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  1. #21
    Dung Beatles's Avatar
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    Quote Originally Posted by Leej View Post
    My generation fought for honor - win or lose we never fight weaker people- you get off on bullying .
    What generation is that? WWII? I'm sorry, this is just so full of self importance that I'm having problems taking you seriously.
    "Pave the way for the little guy, Caligula!" Harry Solomon, September 28, 1999

  2. #22

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    The original sanda idea was a format for people who practice martial arts to compete within a rule set. But there was a centralized drive after the 80's when they were trying to make representative sport event and create some athletes, and they included methods from various disciplines to train the athletes, which of course included legs from muay thai, tkd, but also boxing hands and combined these with Shuai Jiao (chinese jacket wrestling) adapted fast throw methods. The key person in the shuai jiao aspect was a famous coach in Beijing named Li Baoru, he is still alive today. One of the techniques which the sanda guys developed well was the lead leg side kick. Over time it has evolved into a stand out method on its own within its own rule set

  3. #23

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    I did post a comment here but it seems to have disappeared?

  4. #24
    jnp's Avatar
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    Quote Originally Posted by wushutiger View Post
    I did post a comment here but it seems to have disappeared?
    You tripped the spam filter for some reason. Your post was auto moderated. It’s been approved so it will show up now.

  5. #25

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    Quote Originally Posted by wushutiger View Post
    The original sanda idea was a format for people who practice martial arts to compete within a rule set. But there was a centralized drive after the 80's when they were trying to make representative sport event and create some athletes, and they included methods from various disciplines to train the athletes, which of course included legs from muay thai, tkd, but also boxing hands and combined these with Shuai Jiao (chinese jacket wrestling) adapted fast throw methods. The key person in the shuai jiao aspect was a famous coach in Beijing named Li Baoru, he is still alive today. One of the techniques which the sanda guys developed well was the lead leg side kick. Over time it has evolved into a stand out method on its own within its own rule set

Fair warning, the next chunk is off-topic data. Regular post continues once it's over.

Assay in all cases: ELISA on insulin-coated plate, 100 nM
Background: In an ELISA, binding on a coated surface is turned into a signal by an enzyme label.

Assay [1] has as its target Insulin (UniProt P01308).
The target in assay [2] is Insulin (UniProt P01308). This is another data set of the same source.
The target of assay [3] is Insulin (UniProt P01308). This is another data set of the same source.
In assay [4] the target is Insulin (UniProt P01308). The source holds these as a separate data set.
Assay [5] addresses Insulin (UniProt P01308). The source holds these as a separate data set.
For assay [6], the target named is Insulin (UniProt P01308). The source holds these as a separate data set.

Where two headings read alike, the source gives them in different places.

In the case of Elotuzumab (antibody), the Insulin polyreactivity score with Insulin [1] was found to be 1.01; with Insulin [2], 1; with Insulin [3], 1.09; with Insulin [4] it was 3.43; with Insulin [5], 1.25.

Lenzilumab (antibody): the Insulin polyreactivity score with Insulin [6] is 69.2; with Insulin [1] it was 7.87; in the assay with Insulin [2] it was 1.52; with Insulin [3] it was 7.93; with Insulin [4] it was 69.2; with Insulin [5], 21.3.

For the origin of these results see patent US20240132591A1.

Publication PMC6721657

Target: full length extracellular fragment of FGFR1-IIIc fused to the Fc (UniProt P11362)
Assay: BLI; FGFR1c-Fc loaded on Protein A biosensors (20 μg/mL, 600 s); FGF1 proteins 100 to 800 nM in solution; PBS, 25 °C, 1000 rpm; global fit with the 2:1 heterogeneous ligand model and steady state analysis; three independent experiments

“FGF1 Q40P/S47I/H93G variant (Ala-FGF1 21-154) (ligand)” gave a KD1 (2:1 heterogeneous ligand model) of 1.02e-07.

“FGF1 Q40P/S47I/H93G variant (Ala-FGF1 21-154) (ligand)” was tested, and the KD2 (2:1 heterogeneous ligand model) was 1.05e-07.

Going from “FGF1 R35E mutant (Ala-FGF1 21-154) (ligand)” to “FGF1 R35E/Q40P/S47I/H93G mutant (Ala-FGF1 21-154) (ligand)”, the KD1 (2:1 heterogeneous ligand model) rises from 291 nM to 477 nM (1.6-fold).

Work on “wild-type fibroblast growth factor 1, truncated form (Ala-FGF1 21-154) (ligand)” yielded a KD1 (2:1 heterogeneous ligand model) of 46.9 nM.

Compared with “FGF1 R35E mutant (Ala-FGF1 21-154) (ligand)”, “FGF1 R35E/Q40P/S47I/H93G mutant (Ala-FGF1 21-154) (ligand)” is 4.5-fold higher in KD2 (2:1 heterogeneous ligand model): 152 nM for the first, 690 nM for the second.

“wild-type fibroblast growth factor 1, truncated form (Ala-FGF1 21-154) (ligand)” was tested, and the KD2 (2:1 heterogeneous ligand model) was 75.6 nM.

So what's your background?

  6. #26

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    Quote Originally Posted by wushutiger View Post
    The original sanda idea was a format for people who practice martial arts to compete within a rule set. But there was a centralized drive after the 80's when they were trying to make representative sport event and create some athletes, and they included methods from various disciplines to train the athletes, which of course included legs from muay thai, tkd, but also boxing hands and combined these with Shuai Jiao (chinese jacket wrestling) adapted fast throw methods. The key person in the shuai jiao aspect was a famous coach in Beijing named Li Baoru, he is still alive today. One of the techniques which the sanda guys developed well was the lead leg side kick. Over time it has evolved into a stand out method on its own within its own rule set
    That's pretty much it. You can find the techniques in different styles of CMA, but most of the training methods come from modern disciplines, sure. Master Li Baoru's kuai jiao really turned Sanda into something else, though. Add elevated platforms to get extra China gong sau goodness.

  7. #27

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    "So what's your background?"

    In a nutshell, I've been doing martial arts most of my life, starting with Japanese arts as a kid then moving onto chinese martial arts in my teens. I was a national representative athlete for Chinese Martial arts and then became an international judge. I was a technical committee member of the international wushu federation from 2011 - 2019. I have lived in China for the past 10 years but been training here since 2002. I have been a head judge, chief referee at sanda world cups and wushu world championships multiple times and the current english language version of the international sanda rules were written by me. For the last 15 years I have focused my own personal practice on traditional xingyi quan and bagua zhang and I moved to Beijing to be closer to my teacher, Di Guoyong for this purpose. I also practice BJJ here in Beijing which I started with Chet Quint, a Pedro Sauer black belt and I continue to practice this along side my Xingyi and Bagua daily as well.

    More recently I interviewed Zhang Weili regarding her sanda and CMA background which is on my youtube channel, in which I have other instructional videos and other projects I have done, search in youtube for
    Senki - Episode 02 - Zhang Weili - Chinese Martial Artist

    My channel is Mu Shin Martial Culture.

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